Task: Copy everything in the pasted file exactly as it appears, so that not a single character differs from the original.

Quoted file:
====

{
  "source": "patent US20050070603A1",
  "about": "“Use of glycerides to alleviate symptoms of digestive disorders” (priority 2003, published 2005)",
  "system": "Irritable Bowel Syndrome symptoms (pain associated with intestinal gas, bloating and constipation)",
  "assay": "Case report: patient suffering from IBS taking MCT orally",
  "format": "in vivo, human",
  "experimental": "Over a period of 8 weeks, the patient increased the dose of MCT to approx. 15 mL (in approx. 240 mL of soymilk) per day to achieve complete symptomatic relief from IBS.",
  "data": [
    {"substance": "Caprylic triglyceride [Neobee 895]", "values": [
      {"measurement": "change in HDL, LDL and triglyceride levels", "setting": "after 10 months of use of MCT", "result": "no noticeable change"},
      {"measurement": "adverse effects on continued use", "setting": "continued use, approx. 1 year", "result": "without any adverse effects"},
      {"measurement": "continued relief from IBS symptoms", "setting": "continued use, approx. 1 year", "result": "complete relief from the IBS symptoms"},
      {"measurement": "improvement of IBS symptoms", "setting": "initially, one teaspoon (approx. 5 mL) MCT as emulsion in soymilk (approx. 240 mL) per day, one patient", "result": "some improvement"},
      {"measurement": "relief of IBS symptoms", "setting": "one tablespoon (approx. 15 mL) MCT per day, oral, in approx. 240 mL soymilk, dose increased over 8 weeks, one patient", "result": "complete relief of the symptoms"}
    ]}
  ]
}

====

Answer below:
{
  "source": "patent US20050070603A1",
  "about": "“Use of glycerides to alleviate symptoms of digestive disorders” (priority 2003, published 2005)",
  "system": "Irritable Bowel Syndrome symptoms (pain associated with intestinal gas, bloating and constipation)",
  "assay": "Case report: patient suffering from IBS taking MCT orally",
  "format": "in vivo, human",
  "experimental": "Over a period of 8 weeks, the patient increased the dose of MCT to approx. 15 mL (in approx. 240 mL of soymilk) per day to achieve complete symptomatic relief from IBS.",
  "data": [
    {"substance": "Caprylic triglyceride [Neobee 895]", "values": [
      {"measurement": "change in HDL, LDL and triglyceride levels", "setting": "after 10 months of use of MCT", "result": "no noticeable change"},
      {"measurement": "adverse effects on continued use", "setting": "continued use, approx. 1 year", "result": "without any adverse effects"},
      {"measurement": "continued relief from IBS symptoms", "setting": "continued use, approx. 1 year", "result": "complete relief from the IBS symptoms"},
      {"measurement": "improvement of IBS symptoms", "setting": "initially, one teaspoon (approx. 5 mL) MCT as emulsion in soymilk (approx. 240 mL) per day, one patient", "result": "some improvement"},
      {"measurement": "relief of IBS symptoms", "setting": "one tablespoon (approx. 15 mL) MCT per day, oral, in approx. 240 mL soymilk, dose increased over 8 weeks, one patient", "result": "complete relief of the symptoms"}
    ]}
  ]
}